Scientific report indicates that more research is needed into how general practitioners examine for and treat throat infections. Both to help prevent life-threatening bacterial invasion and to keep track on use of antibiotics.
General practitioners in Denmark conduct a total of 1.2 million examinations for throat infection every year, which means that one in five of us make one visit a year to the doctor due to this unpleasant condition. But what is the procedure GPs follow when examining their patients? And which treatment do they usually prescribe?
Consultant at the Ear-Nose-Throat Department at Aarhus University Hospital Tejs Ehlers Klug decided to investigate together with three of his colleagues. Their study, based on responses from 266 GPs in Central Denmark Region, was recently published in the scientific journal BMC Medical Practice.
‘Throat infections are often considered an extremely banal condition, but this is not necessarily the case. They can be decidedly life-threatening, and in Denmark alone they are the cause of around 2,000 cases of throat abscesses which need to be surgically removed. Throat infections – and their treatment – are actually very complex. And we point this out in our study,’ says Tejs Ehlers Klug, who received funding from the Lundbeck Foundation for this project.
The Danish Organisation of General Practitioners has prepared a set of guidelines – a kind of standard procedure – outlining the organisation’s opinion on how to diagnose and treat a patient who turns up in a GP’s surgery with symptoms of a throat infection.
However, based on the responses of the 266 GPs in Central Denmark Region, this new study indicates that only one per cent of Danish GPs follow the guidelines to the letter. 99 per cent use some modification of the method.
The question is whether this is a problem. ‘And there’s no clear answer,’ explains Tejs Ehlers Klug:
‘In most cases, the GP will perform a quick test consisting of a swab of the throat to check whether the patient has a Streptococcus A infection. If this on-the-spot test shows that this is the case, the GP will usually prescribe penicillin as a standard treatment – or a macrolide if the patient is allergic to penicillin.’
However, the new study shows that, in many cases, doctors even prescribe antibiotics if the Streptococcus A test is negative. The explanation for this is that a range of other bacteria may be at work – bacteria which are not detected by the Streptococcus A test. The GP’s reasoning may be that the patient could have some other type of infection and, to be on the safe side, it would be best to prescribe antibiotics.
Nonetheless, in Tejs Ehlers Klug’s opinion, this approach can easily be inappropriate:
‘Because it stands to reason that, to some degree or other, antibiotics will be prescribed without cause. For instance, if the patient has a virus, this can’t be treated with antibiotics. And, when it comes down to it, this uncertainty simply raises the incidence of antibiotic resistance, which inevitably increases the more antibiotics we prescribe.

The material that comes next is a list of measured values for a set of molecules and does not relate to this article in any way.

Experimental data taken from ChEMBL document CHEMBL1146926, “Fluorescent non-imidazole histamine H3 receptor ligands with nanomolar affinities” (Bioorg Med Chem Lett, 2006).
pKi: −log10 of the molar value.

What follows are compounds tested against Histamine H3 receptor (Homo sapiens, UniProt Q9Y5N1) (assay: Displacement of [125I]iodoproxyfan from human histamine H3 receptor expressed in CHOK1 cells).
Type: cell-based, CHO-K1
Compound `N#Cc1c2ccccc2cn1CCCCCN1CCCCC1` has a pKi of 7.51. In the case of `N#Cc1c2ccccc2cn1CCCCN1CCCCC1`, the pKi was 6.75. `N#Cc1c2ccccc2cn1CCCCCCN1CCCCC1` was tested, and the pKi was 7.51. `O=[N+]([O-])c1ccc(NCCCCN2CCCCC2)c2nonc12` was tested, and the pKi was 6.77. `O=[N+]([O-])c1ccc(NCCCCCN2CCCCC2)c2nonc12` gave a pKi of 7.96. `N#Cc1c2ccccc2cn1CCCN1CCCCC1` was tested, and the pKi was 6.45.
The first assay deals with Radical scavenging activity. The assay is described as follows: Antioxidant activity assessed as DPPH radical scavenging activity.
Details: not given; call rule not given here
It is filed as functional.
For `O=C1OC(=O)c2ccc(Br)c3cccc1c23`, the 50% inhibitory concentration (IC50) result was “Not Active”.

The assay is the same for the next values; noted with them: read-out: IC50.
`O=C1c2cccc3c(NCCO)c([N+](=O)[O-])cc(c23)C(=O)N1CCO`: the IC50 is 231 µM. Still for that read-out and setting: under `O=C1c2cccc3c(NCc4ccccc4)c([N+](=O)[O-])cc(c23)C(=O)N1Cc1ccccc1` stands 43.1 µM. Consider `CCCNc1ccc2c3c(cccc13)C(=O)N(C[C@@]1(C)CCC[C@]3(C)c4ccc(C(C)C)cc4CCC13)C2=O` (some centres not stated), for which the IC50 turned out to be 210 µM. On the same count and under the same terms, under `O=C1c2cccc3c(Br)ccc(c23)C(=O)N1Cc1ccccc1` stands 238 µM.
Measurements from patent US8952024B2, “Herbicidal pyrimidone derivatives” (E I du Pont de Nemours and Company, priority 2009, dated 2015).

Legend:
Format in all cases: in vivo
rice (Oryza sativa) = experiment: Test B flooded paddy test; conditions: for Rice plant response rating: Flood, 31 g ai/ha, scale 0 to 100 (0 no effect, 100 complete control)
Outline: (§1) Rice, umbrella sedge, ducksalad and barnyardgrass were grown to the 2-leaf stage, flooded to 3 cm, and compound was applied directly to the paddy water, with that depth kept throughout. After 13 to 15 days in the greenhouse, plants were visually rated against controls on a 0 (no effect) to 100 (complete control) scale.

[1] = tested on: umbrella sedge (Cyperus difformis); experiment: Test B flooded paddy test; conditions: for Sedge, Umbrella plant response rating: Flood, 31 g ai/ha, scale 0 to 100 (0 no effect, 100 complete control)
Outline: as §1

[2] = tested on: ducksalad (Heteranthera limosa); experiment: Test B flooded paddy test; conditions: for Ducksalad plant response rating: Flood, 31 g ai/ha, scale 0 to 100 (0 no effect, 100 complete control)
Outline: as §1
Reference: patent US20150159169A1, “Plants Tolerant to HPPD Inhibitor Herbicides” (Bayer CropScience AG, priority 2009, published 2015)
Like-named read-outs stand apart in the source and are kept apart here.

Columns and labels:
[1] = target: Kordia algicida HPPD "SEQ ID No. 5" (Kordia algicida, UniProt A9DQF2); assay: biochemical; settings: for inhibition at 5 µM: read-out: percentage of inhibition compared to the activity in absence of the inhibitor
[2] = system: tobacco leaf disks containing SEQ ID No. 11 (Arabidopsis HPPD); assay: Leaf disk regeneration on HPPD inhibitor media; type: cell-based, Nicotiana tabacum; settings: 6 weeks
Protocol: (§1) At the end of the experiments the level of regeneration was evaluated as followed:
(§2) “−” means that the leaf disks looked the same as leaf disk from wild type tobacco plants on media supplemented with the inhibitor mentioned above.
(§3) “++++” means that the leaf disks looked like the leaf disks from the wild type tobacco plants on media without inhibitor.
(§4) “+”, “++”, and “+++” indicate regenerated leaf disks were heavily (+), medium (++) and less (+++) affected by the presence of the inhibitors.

‘Therefore, we really need to design a new test which will pick up a range of the most important – that is, the most undesirable – bacteria which may be at work when a patient has a throat infection,’ says Tejs Ehlers Klug.
Developing this test will require a lot of work because, in addition to Streptococcus A, it will need to be able to identify Streptococcus C and G and Arcanobacterium – and, not least, Fusobacterium, which according to Tejs Ehlers Klug is one of the worst offenders when it comes to throat infections.
Throat abscesses and death
Fusobacteria can be combated with antibiotics, but if the infection is not treated in time it can have serious consequences – such as peritonsillar abscesses. Once these have taken hold they need to be removed with a scalpel.
Tejs Ehlers Klug goes on to explain that fusobacteria also have a nastier – directly life-threatening – side:
‘They can cause Lemierre’s syndrome. Fortunately, this is exceedingly rare. There are probably only five to ten cases a year in Denmark. And we usually manage to treat them so that the patient survives, but every few years Lemierre’s syndrome causes a death here.’
When fusobacteria combine with something that started as a seemingly innocent throat infection and develop into Lemierre’s syndrome, it quite literally creates an insidious ‘cluster bomb of bacteria’.
‘The fusobacteria spread to the jugular vein and form a blood clot,’ Tejs Ehlers Klug explains.
‘The clot contains fusobacteria and, at some point, the thrombosis begins to discharge small clots into the bloodstream. These can end up anywhere and in many different organs. It’s extremely dangerous.’
For some reason, as yet unexplained by research, these bacteria cluster bombs predominantly affect young people, between the ages of 15 and 25.
It also seems that thrombosis produced by fusobacteria is an increasing problem, which is causing concern in the USA. And researchers have no idea why these bacteria cluster bombs appear to be increasing in prevalence.